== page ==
In celebration of the 2014 FIFA World Cup beginning this week in Brazil, we wanted to shine a spotlight on one of Brazil’s most influential architects, Oscar Niemeyer.

Niemeyer was born in Rio de Janeiro and was one of the key figures in the evolution of modern architecture. Throughout the 1940s and 1950s, he became one of the country’s most prolific and respected architects, working both in his native Brazil and overseas. This included a collaboration with Le Corbusier (and others) on the United Nations Headquarters in New York, which resulted in invitations to teach at Yale University and the Harvard Graduate School of Design. By the end of his nearly 80-year career, Niemeyer had designed approximately 600 projects. The visionary architect died in Rio de Janeiro on December 5, 2012, a mere ten days short of his 105th birthday.

Rio museum

In particular, we are taken by a couple of Niemeyer’s museums – including the Niterói Contemporary Art Museum and the Oscar Niemeyer Museum.

The Niterói Museum, completed in 1996,is situated in the city of Niterói within Rio de Janeiro. It is a concrete structure 52 feet high, with a large cupola that houses three floors. The museum stands over Boa Viagem (“Bon Voyage”) a (8,790 sq ft) reflecting pool that surrounds the cylindrical base of the museum “like a flower” (Niemeyer’s words). The overall appearance of the saucer-shaped modernist structure has been likened more often than not to a UFO. It is set on a cliffside above a beach, looking almost like it just descended from outer space.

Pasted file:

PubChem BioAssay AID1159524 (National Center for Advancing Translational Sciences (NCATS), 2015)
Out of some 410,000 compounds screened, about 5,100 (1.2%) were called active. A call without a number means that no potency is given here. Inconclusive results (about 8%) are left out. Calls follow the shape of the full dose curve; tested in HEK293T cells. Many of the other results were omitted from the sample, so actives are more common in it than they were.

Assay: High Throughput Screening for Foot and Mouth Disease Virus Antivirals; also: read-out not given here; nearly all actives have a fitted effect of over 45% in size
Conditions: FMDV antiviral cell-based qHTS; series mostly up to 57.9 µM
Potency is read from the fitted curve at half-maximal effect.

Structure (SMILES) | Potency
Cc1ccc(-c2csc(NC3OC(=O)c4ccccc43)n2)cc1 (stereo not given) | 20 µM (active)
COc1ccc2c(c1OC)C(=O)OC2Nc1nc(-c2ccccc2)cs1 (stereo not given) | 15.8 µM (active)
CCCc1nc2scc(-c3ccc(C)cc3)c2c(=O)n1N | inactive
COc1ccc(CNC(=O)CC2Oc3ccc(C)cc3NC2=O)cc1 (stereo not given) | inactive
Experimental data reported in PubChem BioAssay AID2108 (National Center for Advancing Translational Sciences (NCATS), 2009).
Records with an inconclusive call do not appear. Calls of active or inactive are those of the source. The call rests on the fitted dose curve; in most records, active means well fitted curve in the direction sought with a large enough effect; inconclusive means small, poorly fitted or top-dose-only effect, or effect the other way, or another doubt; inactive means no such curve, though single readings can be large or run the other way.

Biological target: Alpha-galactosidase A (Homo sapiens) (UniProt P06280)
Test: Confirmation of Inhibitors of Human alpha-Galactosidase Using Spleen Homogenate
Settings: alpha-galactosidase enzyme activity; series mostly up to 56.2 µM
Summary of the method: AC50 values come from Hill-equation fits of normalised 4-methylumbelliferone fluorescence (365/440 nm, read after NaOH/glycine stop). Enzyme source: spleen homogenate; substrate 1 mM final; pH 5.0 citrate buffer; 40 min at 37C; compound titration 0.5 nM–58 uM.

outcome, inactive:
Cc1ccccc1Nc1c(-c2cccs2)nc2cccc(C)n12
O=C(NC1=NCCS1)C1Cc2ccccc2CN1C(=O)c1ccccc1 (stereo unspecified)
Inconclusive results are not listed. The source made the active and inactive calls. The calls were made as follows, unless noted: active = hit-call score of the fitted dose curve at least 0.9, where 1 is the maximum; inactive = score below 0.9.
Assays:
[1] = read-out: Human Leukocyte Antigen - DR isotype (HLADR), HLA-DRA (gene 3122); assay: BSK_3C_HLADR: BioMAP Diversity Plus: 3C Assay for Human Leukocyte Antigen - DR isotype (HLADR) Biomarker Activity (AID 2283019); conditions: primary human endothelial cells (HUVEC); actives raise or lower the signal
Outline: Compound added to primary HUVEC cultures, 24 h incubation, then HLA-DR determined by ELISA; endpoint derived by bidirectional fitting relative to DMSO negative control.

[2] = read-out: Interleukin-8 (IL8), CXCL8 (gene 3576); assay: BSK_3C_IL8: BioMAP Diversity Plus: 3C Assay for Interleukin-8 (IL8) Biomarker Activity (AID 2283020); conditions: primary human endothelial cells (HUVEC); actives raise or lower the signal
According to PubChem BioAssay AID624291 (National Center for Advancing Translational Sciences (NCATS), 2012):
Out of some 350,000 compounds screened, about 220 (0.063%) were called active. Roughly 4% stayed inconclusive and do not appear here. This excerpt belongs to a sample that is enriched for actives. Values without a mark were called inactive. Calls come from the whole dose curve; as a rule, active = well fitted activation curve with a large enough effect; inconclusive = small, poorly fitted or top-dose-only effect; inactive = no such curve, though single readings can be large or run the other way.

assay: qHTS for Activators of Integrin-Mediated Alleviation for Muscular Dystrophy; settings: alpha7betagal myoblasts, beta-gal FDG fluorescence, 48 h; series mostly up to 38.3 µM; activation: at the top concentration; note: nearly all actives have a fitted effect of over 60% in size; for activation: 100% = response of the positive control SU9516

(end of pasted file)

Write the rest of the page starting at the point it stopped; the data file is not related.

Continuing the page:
ON2MeseumAnother striking museum, named after the architect himself, is located in the city of Curitiba, in the state of Paraná, Brazil. The Niemeyer Museum focuses on the visual arts, architecture and design, and it incorporates many of the architect’s signature Inside_MACelements: geometric forms, sculptural curves contrasted with rectangular structures, winding pedestrian ramps, expanses of white-painted concrete, wide water features and vivid murals. It is an eye-catching testament to the architect’s modernist (or even postmodernist) innovations.

“Niemeyer’s work is as relevant and cutting-edge today as it was some 70 years ago, and you can see his influence on many of the sculptural architects Strickof today,” says Billy Rose, President and Co-founder of The Agency. “Sometime following his design of the United Nations building, Niemeyer was further denied entry to the United States due to his political leanings. Consequently, although it appeared that his work might have proliferated in the States as well, Niemeyer is, unfortunately, represented with only one other work in the U.S. – the “Strick House” on La Mesa Drive in Santa Monica (which was landmarked by the City of Santa Monica).”

View more pictures below.

*Photos courtesy of Arch Daily and Wikipedia